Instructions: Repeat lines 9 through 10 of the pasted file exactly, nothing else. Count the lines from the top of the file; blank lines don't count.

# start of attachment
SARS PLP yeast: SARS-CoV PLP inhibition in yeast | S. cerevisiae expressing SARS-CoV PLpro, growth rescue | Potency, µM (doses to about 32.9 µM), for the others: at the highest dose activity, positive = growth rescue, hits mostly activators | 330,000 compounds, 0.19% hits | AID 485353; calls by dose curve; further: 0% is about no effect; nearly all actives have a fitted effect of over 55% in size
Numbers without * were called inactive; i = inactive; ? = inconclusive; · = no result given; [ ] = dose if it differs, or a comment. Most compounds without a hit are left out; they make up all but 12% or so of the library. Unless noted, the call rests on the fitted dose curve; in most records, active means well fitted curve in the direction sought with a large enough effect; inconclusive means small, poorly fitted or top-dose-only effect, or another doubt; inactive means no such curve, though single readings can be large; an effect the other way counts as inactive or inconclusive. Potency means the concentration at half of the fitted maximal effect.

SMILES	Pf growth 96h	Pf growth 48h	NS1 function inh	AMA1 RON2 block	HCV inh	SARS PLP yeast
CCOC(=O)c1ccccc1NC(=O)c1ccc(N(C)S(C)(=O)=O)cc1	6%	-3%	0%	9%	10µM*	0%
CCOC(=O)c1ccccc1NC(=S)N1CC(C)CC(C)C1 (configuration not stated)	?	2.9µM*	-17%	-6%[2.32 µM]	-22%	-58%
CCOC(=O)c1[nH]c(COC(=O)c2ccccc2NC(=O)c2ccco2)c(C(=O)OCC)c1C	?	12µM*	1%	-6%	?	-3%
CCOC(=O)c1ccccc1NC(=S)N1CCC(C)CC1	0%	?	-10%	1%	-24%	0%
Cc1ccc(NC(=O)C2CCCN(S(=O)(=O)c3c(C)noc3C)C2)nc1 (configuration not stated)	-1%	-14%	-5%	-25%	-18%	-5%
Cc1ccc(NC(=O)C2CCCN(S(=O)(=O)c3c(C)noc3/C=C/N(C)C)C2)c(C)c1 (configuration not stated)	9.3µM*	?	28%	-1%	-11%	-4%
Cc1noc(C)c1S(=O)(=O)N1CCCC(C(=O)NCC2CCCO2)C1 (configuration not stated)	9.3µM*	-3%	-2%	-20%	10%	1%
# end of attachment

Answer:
Cc1ccc(NC(=O)C2CCCN(S(=O)(=O)c3c(C)noc3/C=C/N(C)C)C2)c(C)c1 (configuration not stated)	9.3µM*	?	28%	-1%	-11%	-4%
Cc1noc(C)c1S(=O)(=O)N1CCCC(C(=O)NCC2CCCO2)C1 (configuration not stated)	9.3µM*	-3%	-2%	-20%	10%	1%